Preoperative Evaluation

From an anesthetic perspective, patients with end-stage pulmonary disease are unstable, even with optimal medical therapy for their disease. Unfortunately, our ability to correctly identify patients at high risk for deterioration during and after surgery remains limited. Preoperative evaluation of LVRS patients is optimally performed within 2 wk of the planned procedure, with reevaluation on the day of surgery. The preop-erative visit is a time for patient evaluation, as well as instruction.

A careful history and physical examination are routine parts of any preoperative anesthetic evaluation. A history of previous general anesthetics, and, in particular, any difficulty with intubation or emergence from general anesthesia is noted. Airway anatomy is evaluated by the usual Mallampati criteria. Preoperative respiratory evaluation allows assessment of baseline breathing, laboratory values, and respiratory capacity. Attention to the degree of bullous disease, hyperinflation, bronchospasm, and resting oxygen requirements will allow preoperative plans to focus on problems that may occur during the period of anesthesia. This information is especially critical to the management of ventilation during the procedure and at the time of emergence and extubation. Preoperative blood gas analysis, in particular the degree of hypercarbia, may provide some guidelines for expectations at the time of extubation. All preoperative medications are noted at this time and the patient should be instructed to continue these up to the morning of surgery. Bronchodilators, steroids, and cardiac medications may need to be administered during the procedure and should be consistent with the patients prior therapeutic regimen. Landmarks for monitoring lines and the epidural catheter are noted during the physical examination (1-4).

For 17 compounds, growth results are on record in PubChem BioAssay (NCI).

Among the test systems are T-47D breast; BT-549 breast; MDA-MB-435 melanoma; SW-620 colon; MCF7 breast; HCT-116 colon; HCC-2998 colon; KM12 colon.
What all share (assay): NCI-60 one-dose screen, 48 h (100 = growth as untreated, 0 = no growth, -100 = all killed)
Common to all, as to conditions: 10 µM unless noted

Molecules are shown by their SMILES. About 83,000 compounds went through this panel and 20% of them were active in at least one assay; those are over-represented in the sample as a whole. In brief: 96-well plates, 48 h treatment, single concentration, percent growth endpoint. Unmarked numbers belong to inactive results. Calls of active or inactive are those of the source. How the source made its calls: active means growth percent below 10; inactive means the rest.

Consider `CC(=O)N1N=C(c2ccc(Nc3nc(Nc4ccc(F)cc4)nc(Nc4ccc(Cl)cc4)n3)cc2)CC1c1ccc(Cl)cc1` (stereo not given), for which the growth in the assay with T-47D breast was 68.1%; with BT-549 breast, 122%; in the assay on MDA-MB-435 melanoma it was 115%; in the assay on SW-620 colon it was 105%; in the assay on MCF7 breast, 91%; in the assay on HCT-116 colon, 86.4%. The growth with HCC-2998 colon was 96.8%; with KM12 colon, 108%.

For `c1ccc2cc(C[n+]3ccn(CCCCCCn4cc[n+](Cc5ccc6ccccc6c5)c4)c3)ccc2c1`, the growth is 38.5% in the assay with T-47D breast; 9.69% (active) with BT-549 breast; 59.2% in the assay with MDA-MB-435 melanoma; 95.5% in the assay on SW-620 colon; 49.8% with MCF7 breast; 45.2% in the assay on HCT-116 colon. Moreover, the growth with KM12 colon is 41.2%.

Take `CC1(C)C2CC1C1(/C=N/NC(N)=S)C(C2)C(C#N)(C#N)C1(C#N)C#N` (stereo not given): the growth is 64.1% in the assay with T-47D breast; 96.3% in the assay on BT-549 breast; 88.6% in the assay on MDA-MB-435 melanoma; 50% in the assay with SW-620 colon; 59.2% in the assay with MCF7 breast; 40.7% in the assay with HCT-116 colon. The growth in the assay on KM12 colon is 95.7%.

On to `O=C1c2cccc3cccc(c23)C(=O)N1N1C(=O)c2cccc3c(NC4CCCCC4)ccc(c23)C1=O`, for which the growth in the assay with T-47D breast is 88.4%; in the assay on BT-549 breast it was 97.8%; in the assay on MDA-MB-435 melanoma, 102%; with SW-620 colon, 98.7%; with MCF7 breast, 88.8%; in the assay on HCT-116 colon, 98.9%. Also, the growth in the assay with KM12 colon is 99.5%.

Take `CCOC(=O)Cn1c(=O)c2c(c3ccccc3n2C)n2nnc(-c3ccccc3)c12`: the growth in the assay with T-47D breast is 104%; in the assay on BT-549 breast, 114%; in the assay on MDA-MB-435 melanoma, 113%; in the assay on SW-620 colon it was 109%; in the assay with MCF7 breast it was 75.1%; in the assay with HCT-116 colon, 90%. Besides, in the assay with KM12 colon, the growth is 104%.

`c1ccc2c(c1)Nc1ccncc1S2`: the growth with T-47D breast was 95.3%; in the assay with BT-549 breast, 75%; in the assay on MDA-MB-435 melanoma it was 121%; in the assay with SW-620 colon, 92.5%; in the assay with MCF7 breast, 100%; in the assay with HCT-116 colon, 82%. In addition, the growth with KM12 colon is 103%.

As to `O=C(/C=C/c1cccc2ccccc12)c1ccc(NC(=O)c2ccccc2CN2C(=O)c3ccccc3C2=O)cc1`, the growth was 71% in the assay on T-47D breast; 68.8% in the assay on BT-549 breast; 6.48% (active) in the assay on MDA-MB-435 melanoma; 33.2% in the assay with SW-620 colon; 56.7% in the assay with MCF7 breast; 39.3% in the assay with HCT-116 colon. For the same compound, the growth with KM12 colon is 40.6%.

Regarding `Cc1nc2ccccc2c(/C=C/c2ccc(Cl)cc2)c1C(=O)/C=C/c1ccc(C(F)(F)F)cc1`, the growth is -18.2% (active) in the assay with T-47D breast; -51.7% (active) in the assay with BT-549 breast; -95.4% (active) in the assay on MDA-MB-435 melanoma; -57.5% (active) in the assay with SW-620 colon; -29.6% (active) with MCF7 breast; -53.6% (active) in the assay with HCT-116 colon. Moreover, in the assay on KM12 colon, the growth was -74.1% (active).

Evaluation of the cardiovascular system will often reveal primary disease or disease as a complication of respiratory failure. Coronary artery disease is common in this patient population because of advanced age and shared risk factors with emphysema. The nature and stability of ischemic disease must be evaluated with attention to left ventricular function. Pulmonary hypertension secondary to end-stage pulmonary disease, with or without associated right ventricular failure, is common and may require additional intra- and postoperative monitoring (5,6).

Patient instruction begins with a discussion of the preinduction period. The patient is reminded to maintain all preoperative medication in their usual doses until the morning of surgery. An explanation of all required monitoring, including arterial, central venous, and Swan-Ganz catheters, as well as transesophageal echocardiography is given. If thoracic epidural analgesia is to be used, an explanation of awake catheter insertion and patient-controlled analgesia is given. Detailed instruction about the need for early postextubation, concentration on deep breathing, coughing, and incentive spirometry are included with emphasis on the need for early ambulation and postoperative pulmonary rehabilitation.

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